Name of Official Description

    Satrap [324 'achashdarpan (Aramaic) (akh-ash-dar-pan')] of Persian derivation; a governor or prince of a Persian province. Perhaps equivalent to state governor.

    Administrator [5460 cegan (Aramaic) (seg-an')] a prefect, a chief officer within a province. Perhaps equivalent to a county superintendent.

    Governor/Captain [6347 pechah (Aramaic) (peh-khaw')] ruler of a city or small district, captain, deputy or mayor. Corresponding to [6346 pechah {Heb} (peh- khaw')]. Perhaps equivalent to a city mayor.

    Counselor

    [148 'adargazer (Aramaic) (ad-ar''-gaw-zare')] a chief diviner, spiritual counselor/advisor. One who investigates and determines. This word is a derivative of the word translated “soothsayer: in Daniel 2:27. Equivalent to an astrologer.

    Treasurer [1411 gedabar (Aramaic) (ghed-aw-bawr')] a treasurer.

    Judge [1884 dethabar (Aramaic) (deth-aw-bawr')] of Persian origin; meaning one skilled in law, an interpreter of decrees; a judge, a legal advisor, a lawyer. Perhaps equivalent to a state or federal judge.

    Magistrate Magistrates [8614 tiphtay (Aramaic) (tif-tah'-ee)]; one acting as a law enforcer, judicial official. Perhaps equivalent to a District Attorney or county sheriff.

    Officials [7984 shiltown (Aramaic) (shil-tone')] a ruler, a county official.

  • 3 Daniel Chapter 3 Klaus G. Schiessel © January 2005

    [“…all the officials of the provinces…”] And not to leave anyone out, this included rulers/officials from all the other government agencies. [“…to come to the dedication of the image which King Nebuchadnezzar had set up…”] This was to be a massive celebration. The equivalent Hebrew word here is where we get Hanukah from [2597 chanukka' (Aramaic) (chan-ook-kaw') = consecration]

    Along with all these officials there would also be peoples, nations, and languages from all over Babylon and all its provinces. The plain of Dura would have accommodated several hundred thousand people representing all the Babylonian provinces.

    Unfortunately, there was a major problem with this ‘picture’. This statue was an

    image2 that was to be worshipped and it represented nothing less than institutionalized idolatry.

    It is interesting and important to note that the secular world will take a wonderful

    revelation from God’s word and use it in an ungodly way, missing the point entirely. Such was the case with Nebuchadnezzar’s response to the dream. He was the head of gold in the image so now he erects a statue, probably a likeness of himself, made to represent golden kingdom. Man is constantly looking for a way to justify himself/herself apart from Gods method of salvation and so is easily manipulated by Satan. Pride is an awful thing – it keeps people from entering into a living relationship with God, keeps them from reconciliation and keeps them from eternal life. {See examples in Isaiah 64:6; Luke 10:25-29; 16:15; 18:9-14; Romans 10:1-4}. Instead of letting God’s revealed truth speak for itself, unbelievers impose their own twisted and perverted understanding on interpreting the Word of God. The scriptures describe this process in which “….untaught and unstable people twist [God’s truth] to their own destruction as they do also the rest of the Scriptures” {2 Peter 3:16}. Unfortunately, this has serious consequences because the Bible tells us that those who reject God’s Truth are “…destroyed for lack of knowledge” {Hosea 4:6}.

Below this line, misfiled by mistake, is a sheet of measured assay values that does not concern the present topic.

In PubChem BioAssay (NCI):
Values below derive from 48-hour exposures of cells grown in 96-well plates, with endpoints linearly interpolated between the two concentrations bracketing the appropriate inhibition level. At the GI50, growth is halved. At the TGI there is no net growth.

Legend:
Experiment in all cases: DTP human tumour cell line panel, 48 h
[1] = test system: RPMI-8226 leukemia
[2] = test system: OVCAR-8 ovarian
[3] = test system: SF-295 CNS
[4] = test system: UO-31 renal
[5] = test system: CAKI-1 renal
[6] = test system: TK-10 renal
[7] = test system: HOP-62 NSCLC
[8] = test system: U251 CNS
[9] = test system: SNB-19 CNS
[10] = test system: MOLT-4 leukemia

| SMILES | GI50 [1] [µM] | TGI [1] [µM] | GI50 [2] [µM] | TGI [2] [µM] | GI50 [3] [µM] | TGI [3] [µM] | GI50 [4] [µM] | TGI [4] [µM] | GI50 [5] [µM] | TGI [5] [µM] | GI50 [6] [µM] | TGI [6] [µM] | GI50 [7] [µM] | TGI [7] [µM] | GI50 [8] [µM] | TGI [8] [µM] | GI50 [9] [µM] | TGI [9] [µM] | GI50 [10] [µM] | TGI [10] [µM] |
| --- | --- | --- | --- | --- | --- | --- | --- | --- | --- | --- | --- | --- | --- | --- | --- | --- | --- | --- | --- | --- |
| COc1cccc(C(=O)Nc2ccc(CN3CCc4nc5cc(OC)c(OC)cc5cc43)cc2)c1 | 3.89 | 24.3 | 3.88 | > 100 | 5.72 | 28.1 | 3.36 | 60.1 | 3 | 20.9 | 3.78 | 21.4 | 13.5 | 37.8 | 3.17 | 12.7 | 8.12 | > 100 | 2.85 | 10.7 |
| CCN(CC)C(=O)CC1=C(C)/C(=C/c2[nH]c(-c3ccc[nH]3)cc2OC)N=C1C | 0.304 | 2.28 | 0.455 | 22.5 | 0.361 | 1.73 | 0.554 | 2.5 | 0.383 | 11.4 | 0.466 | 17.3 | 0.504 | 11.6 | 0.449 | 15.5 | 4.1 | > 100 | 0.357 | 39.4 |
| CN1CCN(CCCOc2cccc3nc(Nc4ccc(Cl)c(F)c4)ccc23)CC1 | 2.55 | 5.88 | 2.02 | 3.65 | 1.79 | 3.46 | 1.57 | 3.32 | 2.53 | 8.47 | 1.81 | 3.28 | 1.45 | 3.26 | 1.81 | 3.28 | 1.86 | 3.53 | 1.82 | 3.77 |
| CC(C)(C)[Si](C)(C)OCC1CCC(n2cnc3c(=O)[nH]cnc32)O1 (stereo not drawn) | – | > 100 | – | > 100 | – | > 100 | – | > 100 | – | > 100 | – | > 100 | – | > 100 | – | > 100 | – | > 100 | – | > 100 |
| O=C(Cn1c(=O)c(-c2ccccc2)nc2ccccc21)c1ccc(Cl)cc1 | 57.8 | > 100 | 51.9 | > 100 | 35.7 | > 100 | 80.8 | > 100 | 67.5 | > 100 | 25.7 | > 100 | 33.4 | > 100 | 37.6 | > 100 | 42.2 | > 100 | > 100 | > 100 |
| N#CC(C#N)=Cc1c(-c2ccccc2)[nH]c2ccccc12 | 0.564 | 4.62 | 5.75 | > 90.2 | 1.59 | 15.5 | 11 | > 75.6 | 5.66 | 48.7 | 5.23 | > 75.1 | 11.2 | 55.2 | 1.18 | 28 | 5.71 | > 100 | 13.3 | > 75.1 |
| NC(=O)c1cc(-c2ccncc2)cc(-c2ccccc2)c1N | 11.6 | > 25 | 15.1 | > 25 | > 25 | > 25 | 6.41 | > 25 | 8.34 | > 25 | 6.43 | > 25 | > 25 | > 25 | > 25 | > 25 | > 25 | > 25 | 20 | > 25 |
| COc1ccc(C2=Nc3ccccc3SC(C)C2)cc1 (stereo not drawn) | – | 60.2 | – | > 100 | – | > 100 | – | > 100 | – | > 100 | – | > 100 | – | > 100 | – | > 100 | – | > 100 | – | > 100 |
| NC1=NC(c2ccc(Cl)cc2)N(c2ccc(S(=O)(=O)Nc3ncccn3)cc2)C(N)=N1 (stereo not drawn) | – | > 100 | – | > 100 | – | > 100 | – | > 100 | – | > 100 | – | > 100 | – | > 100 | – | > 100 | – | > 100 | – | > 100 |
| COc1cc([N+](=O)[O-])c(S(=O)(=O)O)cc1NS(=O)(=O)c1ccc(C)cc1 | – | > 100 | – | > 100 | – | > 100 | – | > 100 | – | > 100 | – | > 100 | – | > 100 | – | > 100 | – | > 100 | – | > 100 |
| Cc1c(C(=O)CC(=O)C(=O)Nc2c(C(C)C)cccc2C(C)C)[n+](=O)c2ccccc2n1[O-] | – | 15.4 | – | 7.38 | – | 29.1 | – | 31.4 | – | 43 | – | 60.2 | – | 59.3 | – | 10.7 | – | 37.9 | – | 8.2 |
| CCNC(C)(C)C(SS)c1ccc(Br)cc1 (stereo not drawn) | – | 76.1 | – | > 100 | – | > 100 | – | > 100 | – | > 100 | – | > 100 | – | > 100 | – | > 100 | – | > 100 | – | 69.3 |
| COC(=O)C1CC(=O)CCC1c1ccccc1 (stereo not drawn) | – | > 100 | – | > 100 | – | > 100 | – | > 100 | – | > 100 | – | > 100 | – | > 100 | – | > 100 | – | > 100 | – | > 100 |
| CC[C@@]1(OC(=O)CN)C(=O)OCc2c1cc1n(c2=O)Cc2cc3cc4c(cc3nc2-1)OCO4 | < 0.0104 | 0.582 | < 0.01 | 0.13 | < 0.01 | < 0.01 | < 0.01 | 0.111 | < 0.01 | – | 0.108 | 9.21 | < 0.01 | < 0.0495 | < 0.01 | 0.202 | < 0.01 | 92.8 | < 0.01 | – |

Nowhere is this more serious and true than with the Gospel of Jesus Christ. The apostle Paul gives this sobering message in 2 Corinthians 4:3,4

    “But even if our gospel is veiled, it is veiled to those who are perishing, whose minds the god of this age has blinded, who do not believe, lest the light of the gospel of the glory of Christ, who is the image of God, should shine on them”.

    Even within the Church there are men and women who compromise and pervert the scriptures to suit their own ungodly thinking. They compromise the Word of God by falsely teaching the wisdom of the world. They take a topic or issue and try to ‘stuff’ it into some passage of scripture because of a personal agenda or to be popular “with the crowd” thereby missing its true meaning and application. {See examples in Galatians 5:3,4; Philippians 3:9; Revelation 3:17,18}.

    2 image [6755 tselem (Aramaic) (tseh'-lem)] an idolatrous figure, form, image. From an unused root meaning to shade; a phantom [as a featureless form], resemblance; thus a representative figure.